The CST curriculum covers everything from public speaking, networking, and advocacy writing to project management, team work, and professionalism and is designed to prepare the students for a successful internship experience and beyond. The week includes classroom sessions facilitated by Deputy Director Sadhana Hall and Program Officer Sam Williamson, workshops hosted by area alumni, and excursions around the city to familiarize the students with Capitol Hill and the surrounding area.

Leadership Requires Confidence and Innovation

The Management and Leadership Development Program (MLDP) begins the term with opportunities for participants to get to know each other. Casual Thursday, an on-campus improv group, set the tone for a learning environment that rewards individuals for pushing the boundaries of their comfort zones in order to grow as individuals. One of the activities introduced by Casual Thursday was called Freeze.

"This activity was a really fun and innovative way to get that message across," according to Sarah Gupta '19, "and to remind us that many things we're proud of are the things that challenge us the most."

"It was a way for me to step a little out of my comfort zone and to think creatively on my feet," says Akiirayi Ademoyo '18. "Although, it was a silly game, it conveyed leadership qualities such as confidence and innovation. It was also a great bonding experience with my fellow MLDP peers because it was quite an engaging game.”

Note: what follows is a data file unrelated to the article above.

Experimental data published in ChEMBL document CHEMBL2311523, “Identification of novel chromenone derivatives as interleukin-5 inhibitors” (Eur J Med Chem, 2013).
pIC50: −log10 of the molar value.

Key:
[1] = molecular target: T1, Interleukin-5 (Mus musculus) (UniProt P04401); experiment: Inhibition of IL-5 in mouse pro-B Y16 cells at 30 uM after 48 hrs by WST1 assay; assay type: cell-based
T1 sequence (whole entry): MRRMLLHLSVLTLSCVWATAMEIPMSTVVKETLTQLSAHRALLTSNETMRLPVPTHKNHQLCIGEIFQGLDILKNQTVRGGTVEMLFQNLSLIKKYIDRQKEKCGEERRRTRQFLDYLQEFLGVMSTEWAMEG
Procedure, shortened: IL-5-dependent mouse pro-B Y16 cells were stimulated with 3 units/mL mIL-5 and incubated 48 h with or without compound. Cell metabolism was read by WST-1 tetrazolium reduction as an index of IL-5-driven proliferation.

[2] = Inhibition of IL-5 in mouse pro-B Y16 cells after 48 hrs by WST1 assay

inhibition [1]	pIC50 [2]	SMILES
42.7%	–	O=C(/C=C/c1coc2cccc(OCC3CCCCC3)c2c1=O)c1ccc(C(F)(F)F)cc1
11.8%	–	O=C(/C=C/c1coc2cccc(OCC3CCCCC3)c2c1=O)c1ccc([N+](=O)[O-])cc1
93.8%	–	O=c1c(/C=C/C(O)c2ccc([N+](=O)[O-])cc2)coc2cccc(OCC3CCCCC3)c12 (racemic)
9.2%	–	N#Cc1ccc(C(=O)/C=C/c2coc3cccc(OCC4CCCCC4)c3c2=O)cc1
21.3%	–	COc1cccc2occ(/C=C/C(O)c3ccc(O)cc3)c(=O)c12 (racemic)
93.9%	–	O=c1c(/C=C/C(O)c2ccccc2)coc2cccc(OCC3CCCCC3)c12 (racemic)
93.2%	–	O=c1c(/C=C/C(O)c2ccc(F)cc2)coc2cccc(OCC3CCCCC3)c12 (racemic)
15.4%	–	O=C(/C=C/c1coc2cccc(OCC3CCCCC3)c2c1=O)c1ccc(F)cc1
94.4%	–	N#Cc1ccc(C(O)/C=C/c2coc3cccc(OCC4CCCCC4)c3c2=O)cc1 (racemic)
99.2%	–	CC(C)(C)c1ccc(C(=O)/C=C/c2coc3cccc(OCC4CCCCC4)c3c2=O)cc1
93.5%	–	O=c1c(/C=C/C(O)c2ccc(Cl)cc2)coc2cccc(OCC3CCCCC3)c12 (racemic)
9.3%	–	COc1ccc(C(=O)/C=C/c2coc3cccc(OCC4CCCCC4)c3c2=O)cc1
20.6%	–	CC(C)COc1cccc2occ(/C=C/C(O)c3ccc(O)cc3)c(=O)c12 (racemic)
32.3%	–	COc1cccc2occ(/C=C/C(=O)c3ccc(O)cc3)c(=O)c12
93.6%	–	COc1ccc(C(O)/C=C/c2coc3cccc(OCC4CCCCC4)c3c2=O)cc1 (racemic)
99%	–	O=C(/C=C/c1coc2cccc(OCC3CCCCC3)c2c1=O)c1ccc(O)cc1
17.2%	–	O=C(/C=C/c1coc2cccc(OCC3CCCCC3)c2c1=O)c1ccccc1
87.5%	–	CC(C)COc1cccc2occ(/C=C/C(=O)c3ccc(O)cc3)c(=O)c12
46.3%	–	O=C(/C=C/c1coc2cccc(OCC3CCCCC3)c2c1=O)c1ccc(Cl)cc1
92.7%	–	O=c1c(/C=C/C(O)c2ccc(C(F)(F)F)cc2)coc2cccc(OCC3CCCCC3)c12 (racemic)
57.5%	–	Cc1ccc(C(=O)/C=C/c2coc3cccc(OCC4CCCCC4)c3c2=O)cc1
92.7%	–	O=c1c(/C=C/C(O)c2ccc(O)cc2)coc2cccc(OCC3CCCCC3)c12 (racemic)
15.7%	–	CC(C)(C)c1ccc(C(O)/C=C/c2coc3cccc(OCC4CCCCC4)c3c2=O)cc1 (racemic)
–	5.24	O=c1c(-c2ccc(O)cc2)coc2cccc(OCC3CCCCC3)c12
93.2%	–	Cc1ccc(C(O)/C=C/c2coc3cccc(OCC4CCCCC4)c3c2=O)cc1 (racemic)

Deputy Director Sadhana Hall concluded the session with an interactive exercise that explored the program’s personal leadership challenge and how to craft SMART goals to achieve the challenge.

Rockefeller Leadership Fellows Winter Retreat

During the Rockefeller Leadership Fellows Winter Retreat, the Fellows engaged in a very substantive discussion on the core lessons of On Leadership by John W. Gardner. We were divided up into groups of four or five and took turns presenting summaries of all the chapters of Gardner’s book. One of the consistent themes across several presentations and following discussions was the link between context and attributes of leadership. We discussed that while there are numerous attributes that categorize good leaders, different situations call for different leadership attributes, and, in the end of the day, we cannot always control the context or situations that we will face as leaders. To me, this point heavily resonated with Jay Davis’ idea of adapting leadership style based on the current situation and needs of the group.